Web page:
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  • E-commerce giant Amazon.com has the best overall reputation with US consumers among well-known companies, according to recent research from The Harris Poll.

  • In this podcast, award-winning mountain climber and guide Vern shares the story of how he built a global reputation for guiding people on some of the world's most daunting climbs, and discusses one of his books, Seventy Summits: A Life in the Mountains.

  • Innovating existing products and services rather than chasing the shiny and new is a smart use of resources and energy. And it has a far higher chance of success. It also protect your iconic status, the highest and most profitable form of branding.

  • What are B2B marketers' priorities for growth? Branding, followed by innovation and customer satisfaction. The good news? Budgets and optimism are up. The bad news? Challenges still exist.

  • How do rival brands such as Coca-Cola and Pepsi perform on social media? Which competitors are getting referenced more and receiving more positive mentions?

  • Consumers say negative interactions with staff is the top cause of bad brand experiences, according to recent research from InMoment.

  • Since 2015, Google has outpaced Facebook, Yelp, Foursquare, and TripAdvisor in local business reviews, according to recent research from BrightLocal.

  • Typography can be a fun and functional way to showcase your brand. Check out this graphic for 10 inspiring font and typeface ideas and trends you can explore this year.

  • Which large corporations in the United States excel at marketing to potential employees and at inspiring current employees to share positive experiences?

  • Imagine you're tasked with planning a trip. Now imagine trying to do that without knowing the trip's starting point... Tough, right? It's the same with a brand-awareness campaign. You won't get far without first knowing your brand's current standing in the market.

  • Most US consumers say it is important for businesses to take a stand on social/political issues, but most also say corporate activism should happen only around certain causes and on certain channels, according to research from Sprout Social.

  • To pick a side or not to pick a side? That is the question plaguing many brands in today's politically polarized environment. Pick a side, and you risk potentially losing a wide customer base that holds opposing views. Don't pick a side, and you may be viewed as inauthentic.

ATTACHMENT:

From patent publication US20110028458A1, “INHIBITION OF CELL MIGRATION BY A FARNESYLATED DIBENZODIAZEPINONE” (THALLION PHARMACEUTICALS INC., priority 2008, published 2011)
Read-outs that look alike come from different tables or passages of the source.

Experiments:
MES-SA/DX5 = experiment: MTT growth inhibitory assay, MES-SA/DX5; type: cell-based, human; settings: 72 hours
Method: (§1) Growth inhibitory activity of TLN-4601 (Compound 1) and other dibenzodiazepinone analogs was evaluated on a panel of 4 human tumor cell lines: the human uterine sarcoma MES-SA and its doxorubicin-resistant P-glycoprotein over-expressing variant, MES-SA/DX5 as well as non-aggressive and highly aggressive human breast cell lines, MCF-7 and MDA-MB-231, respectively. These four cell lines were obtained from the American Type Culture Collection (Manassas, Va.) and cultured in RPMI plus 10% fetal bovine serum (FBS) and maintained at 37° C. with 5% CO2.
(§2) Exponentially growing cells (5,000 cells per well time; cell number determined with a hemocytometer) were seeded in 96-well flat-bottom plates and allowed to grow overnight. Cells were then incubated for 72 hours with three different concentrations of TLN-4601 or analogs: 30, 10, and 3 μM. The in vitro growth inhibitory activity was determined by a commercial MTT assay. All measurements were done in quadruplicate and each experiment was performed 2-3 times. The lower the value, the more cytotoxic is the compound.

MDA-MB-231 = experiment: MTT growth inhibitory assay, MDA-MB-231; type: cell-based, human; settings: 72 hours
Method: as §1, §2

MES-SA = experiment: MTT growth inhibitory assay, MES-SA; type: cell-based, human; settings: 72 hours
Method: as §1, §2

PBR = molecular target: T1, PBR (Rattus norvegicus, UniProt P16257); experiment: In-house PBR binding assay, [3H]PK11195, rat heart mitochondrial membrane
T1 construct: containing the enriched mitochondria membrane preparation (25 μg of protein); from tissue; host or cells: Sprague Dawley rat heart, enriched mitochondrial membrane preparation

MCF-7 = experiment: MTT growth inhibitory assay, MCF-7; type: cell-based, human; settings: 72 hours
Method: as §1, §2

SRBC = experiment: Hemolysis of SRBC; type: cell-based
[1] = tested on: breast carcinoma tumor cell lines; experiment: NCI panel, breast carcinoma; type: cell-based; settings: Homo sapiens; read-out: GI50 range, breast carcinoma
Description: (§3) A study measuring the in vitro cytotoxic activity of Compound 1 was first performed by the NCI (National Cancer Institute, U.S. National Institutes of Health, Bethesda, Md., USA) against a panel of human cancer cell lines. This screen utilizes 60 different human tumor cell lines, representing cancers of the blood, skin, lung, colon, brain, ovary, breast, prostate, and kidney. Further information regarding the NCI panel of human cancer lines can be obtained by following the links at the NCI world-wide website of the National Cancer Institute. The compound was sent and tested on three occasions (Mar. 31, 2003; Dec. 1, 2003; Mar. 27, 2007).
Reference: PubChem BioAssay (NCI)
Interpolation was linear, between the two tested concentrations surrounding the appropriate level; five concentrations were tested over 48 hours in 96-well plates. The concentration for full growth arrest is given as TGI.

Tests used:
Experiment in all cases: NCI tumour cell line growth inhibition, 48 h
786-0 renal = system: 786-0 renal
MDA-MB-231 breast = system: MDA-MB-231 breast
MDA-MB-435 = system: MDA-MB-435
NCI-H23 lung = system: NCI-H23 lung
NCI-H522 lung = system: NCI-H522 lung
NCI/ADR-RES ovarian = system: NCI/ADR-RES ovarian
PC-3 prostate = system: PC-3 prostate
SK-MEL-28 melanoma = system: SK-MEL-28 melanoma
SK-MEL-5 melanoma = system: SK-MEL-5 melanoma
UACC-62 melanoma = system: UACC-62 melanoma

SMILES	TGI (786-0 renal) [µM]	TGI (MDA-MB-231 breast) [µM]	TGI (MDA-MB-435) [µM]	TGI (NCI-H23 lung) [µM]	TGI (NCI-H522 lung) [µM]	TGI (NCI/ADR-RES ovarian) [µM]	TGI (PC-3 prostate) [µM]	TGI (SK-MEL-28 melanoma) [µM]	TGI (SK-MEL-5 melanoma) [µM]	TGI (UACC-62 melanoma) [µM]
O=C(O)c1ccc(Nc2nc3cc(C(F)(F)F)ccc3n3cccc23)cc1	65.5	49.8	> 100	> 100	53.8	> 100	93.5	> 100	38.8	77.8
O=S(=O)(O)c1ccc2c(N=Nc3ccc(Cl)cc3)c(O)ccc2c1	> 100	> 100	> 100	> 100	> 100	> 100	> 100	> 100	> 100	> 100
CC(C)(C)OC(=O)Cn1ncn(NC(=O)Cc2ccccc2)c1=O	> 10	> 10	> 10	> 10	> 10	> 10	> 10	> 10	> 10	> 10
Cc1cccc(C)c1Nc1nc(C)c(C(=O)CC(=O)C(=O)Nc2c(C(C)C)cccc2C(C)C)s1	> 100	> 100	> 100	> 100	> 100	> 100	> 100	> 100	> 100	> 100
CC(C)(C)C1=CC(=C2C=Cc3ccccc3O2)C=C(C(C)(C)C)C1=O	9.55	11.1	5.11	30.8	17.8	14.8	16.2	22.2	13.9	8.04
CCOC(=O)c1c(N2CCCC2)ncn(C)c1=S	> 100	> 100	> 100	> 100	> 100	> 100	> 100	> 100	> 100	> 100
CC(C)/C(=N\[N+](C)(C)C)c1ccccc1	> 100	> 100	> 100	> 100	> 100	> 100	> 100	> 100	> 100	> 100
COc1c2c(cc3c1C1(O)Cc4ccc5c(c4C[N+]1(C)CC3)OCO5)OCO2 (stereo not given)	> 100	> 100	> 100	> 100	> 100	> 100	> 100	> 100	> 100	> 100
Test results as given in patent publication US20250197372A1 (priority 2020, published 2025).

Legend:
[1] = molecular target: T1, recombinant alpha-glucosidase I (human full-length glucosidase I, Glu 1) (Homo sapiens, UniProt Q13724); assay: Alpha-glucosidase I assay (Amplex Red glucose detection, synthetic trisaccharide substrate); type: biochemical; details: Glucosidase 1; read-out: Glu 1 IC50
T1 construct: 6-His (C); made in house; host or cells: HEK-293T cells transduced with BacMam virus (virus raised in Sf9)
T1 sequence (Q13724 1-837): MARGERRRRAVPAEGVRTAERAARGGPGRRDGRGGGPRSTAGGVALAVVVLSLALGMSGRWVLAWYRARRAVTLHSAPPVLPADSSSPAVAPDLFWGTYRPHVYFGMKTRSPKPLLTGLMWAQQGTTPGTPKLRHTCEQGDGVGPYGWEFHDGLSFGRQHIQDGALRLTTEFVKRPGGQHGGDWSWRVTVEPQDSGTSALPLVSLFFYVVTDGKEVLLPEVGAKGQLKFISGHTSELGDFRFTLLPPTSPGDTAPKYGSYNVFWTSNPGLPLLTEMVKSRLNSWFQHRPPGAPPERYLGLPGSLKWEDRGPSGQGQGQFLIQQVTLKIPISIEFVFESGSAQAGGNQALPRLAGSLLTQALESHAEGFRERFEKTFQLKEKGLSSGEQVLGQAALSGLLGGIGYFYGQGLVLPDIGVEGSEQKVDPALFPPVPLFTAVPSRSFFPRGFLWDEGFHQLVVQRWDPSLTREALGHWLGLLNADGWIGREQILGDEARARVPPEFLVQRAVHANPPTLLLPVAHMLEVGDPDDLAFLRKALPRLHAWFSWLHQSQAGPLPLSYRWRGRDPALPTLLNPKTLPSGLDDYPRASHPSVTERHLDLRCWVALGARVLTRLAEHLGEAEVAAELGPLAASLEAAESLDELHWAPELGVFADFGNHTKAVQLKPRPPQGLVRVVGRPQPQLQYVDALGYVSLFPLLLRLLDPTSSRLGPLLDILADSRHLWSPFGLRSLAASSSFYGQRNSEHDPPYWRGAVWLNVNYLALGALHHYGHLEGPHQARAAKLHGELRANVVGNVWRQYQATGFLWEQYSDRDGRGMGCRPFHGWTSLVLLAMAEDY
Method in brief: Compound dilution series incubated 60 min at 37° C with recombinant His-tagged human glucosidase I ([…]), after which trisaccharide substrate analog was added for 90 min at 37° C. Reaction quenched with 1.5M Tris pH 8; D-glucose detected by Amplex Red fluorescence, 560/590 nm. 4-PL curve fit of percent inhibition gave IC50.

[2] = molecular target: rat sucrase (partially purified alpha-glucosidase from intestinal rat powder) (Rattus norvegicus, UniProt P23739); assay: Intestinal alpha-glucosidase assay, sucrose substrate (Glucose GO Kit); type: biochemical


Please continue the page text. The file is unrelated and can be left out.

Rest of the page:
• When you're considering a typeface for your brand or project, knowing the right terminology can help you work with graphic designers to select the right font. This infographic explains shoulders, swashes, and spurs, among other typographical terms.

  • Many of us in marketing recognize that Taylor Swift is a cunning, calculated positioning savant, and the new, edgy, and angry Taylor is nothing but a brand refresh. Here are three takeaways for your own company or brand.

  • Content marketers tend to focus on external communication channels, such as social media, video channels, and blogs, but it would be a mistake to neglect other important touchpoints. These three effective tactics can extending your content marketing reach.

  • Selecting brand colors can be daunting: Should you go for an eye-catching red or a trustworthy blue? Today's graphic provides insights into how different colors make us feel and which colors are dominant in which industries.

  • There are many elements of a logo to consider: colors, fonts, simplicity, timelessness, uniqueness, and—perhaps most important—the emotions it evokes. Check out this infographic for tips on creating just the right logo for your brand.

  • How have iconic logos evolved over time? Do logo changes tend to correspond to periods of revenue growth for brands?

  • Imagine "McDonald's" with a formal, seriffed "M" or "Coca-Cola" in typewriter text. A brand's font speaks to a brand's qualities, and picking the right font is vital to your branding efforts.

  • When corporations mess up, the online outrage and media recrimination seem devastating. But, these days, the result is often increased brand awareness. What does a business have to do to really fail?